Some of the world’s largest oil, gas a coal giants are backing away from fossil fuels in preparation for a renewable future.
One of the largest oil and gas giants, BP, recently predicted that within 20 years renewable energy will become the world’s main source of power, in its latest Energy Outlook report.
The report found that whilst growing demand will see oil and gas continue to increase initially, demand would peak and fall off in the 2030s. As a result, renewable energy will rapidly become the world’s main source of power within the next 20 years, as the planet shifts towards a lower carbon future.
“The pace at which renewable energy penetrates the global energy system is faster than for any fuel in history,” BP said in the report. Putting money where its mouth is, BP has invested heavily in renewables in recent years, and has also formed a strategic partnership with UK-based solar developer Lightsource BP.
On top of this, global mining giant Glencore has announced it will cap investments in coal following pressure from investors. As Australia’s biggest coal miner, it has expressed its intention to address climate change concerns by freezing coal production.
With countries such as the UK receiving only 5% of their electricity from coal, down from 40% in 2012 and more than one third coming from renewables, Australia could be falling well behind other OECD countries; despite Angus Taylor’s disputed claims that emissions are down 1% and will meet its Paris commitments “in a canter”, the latest report from the environment department shows total emissions were actually up 0.9% between September of 2017 and 2018, continuing their increase for the past five years.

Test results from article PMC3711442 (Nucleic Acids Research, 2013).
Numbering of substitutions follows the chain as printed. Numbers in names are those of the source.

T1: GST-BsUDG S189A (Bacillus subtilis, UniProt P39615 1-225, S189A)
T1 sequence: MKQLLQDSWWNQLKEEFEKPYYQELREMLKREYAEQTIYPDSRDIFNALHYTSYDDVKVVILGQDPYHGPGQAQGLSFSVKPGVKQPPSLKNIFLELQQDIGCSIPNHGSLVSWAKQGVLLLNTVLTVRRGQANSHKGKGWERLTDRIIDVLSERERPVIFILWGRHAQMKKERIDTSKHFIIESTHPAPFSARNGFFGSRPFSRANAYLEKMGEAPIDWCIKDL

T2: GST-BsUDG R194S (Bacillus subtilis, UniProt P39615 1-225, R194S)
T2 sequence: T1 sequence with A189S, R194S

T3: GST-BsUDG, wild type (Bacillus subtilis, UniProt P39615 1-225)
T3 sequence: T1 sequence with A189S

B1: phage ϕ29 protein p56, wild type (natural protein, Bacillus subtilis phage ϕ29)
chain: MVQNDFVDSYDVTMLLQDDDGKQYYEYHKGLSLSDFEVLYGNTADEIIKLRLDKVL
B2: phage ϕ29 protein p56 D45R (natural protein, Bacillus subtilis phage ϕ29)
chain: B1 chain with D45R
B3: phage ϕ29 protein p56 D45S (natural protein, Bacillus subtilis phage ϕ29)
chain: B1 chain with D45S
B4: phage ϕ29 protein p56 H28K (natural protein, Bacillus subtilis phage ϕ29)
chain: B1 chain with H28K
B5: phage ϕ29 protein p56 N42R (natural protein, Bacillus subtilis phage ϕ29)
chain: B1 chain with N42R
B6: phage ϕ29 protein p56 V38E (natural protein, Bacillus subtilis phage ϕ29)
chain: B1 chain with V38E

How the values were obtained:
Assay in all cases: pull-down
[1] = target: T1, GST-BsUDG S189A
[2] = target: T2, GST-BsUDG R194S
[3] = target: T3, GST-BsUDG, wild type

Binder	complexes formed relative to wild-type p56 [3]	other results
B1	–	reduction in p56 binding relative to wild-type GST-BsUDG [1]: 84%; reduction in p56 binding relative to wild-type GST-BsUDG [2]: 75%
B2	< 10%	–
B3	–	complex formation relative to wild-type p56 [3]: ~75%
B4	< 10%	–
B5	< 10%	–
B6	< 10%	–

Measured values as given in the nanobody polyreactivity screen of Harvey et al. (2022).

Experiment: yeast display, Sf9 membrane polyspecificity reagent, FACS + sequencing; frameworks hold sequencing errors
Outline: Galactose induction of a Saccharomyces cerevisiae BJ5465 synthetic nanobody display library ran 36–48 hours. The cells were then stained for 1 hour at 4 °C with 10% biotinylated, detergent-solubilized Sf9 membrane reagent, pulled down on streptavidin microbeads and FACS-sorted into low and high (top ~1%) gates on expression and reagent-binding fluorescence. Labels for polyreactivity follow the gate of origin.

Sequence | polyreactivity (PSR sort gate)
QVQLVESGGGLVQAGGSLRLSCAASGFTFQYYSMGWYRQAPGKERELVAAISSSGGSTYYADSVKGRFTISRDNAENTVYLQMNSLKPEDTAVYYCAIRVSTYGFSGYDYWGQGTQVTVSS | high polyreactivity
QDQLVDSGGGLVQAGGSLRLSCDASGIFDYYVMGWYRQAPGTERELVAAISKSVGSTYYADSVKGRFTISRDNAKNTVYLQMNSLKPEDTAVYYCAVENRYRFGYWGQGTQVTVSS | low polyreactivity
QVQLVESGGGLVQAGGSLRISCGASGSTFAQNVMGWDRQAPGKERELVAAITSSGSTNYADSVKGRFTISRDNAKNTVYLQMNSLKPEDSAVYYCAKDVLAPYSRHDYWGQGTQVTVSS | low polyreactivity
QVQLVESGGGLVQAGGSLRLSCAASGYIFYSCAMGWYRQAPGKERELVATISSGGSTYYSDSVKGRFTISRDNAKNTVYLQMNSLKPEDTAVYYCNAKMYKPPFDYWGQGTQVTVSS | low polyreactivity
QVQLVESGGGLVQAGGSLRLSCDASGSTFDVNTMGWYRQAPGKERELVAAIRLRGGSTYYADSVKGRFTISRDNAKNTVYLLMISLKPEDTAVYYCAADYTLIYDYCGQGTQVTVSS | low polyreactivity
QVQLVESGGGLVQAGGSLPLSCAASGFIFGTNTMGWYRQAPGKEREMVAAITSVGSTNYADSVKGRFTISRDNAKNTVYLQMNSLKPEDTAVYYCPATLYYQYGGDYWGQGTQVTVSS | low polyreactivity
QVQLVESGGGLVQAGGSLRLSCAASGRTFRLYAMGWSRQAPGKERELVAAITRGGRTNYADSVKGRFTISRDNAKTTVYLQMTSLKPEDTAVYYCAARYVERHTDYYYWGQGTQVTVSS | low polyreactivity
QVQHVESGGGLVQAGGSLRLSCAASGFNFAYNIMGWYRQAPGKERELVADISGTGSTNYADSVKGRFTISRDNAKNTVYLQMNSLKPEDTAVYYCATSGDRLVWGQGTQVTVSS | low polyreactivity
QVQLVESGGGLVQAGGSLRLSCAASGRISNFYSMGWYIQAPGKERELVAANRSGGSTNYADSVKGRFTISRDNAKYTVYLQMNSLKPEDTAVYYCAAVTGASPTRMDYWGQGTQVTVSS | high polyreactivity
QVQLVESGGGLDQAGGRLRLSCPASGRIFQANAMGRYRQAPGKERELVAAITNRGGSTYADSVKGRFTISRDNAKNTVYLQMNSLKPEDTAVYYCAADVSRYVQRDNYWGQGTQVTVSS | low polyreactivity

In fact, a group of 28 scientists, academics and former heads of energy companies have come forward to dispute some claims that Australia is on track to meet its 2030 emissions reduction target. On top of this, the emissions target is insufficient to address the effects of dangerous climate change that the world is currently on course for.
With countries implementing increasingly ambitious renewables-friendly policies and global fossil fuel giants accepting the inevitable transition towards renewables, it is no surprise that some voters are demanding action on climate change from the Australian government.
However, despite some lackluster renewable policies, Australian households and businesses are moving forward; data from the Clean Energy Regulator estimates that during 2018 and 2019 Australia will install around 10,400MW, representing one of the highest per-capita capacities of any country – 224 watts per person per year.
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